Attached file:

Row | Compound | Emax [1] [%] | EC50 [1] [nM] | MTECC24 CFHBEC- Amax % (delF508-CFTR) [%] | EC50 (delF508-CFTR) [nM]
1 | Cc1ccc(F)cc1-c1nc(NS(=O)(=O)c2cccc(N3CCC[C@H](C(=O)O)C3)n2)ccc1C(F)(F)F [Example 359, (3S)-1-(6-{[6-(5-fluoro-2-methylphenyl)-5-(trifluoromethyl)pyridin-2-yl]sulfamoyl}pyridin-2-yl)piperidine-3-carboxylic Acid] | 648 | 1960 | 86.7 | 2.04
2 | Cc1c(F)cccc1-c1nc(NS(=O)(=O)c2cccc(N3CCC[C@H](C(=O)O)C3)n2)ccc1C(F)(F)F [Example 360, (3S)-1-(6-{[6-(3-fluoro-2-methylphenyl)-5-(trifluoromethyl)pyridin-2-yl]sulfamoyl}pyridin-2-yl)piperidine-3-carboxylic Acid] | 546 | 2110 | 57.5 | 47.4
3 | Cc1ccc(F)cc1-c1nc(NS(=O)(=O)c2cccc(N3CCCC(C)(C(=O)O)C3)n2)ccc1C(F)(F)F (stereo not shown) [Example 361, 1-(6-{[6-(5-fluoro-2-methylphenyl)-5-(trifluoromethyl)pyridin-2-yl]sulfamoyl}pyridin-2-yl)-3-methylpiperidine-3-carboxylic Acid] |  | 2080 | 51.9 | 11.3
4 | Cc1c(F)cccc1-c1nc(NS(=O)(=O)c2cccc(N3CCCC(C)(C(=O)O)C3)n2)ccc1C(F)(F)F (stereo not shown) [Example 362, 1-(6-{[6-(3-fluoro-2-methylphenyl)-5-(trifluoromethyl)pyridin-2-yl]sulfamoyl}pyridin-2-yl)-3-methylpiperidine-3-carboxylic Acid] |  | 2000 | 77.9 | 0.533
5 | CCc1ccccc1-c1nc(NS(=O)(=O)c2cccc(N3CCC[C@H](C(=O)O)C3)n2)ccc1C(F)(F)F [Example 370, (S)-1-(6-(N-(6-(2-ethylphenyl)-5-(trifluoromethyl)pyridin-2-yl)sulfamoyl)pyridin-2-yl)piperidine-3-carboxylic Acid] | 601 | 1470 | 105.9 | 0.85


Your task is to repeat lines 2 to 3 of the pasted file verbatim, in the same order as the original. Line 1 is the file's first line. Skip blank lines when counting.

1 | Cc1ccc(F)cc1-c1nc(NS(=O)(=O)c2cccc(N3CCC[C@H](C(=O)O)C3)n2)ccc1C(F)(F)F [Example 359, (3S)-1-(6-{[6-(5-fluoro-2-methylphenyl)-5-(trifluoromethyl)pyridin-2-yl]sulfamoyl}pyridin-2-yl)piperidine-3-carboxylic Acid] | 648 | 1960 | 86.7 | 2.04
2 | Cc1c(F)cccc1-c1nc(NS(=O)(=O)c2cccc(N3CCC[C@H](C(=O)O)C3)n2)ccc1C(F)(F)F [Example 360, (3S)-1-(6-{[6-(3-fluoro-2-methylphenyl)-5-(trifluoromethyl)pyridin-2-yl]sulfamoyl}pyridin-2-yl)piperidine-3-carboxylic Acid] | 546 | 2110 | 57.5 | 47.4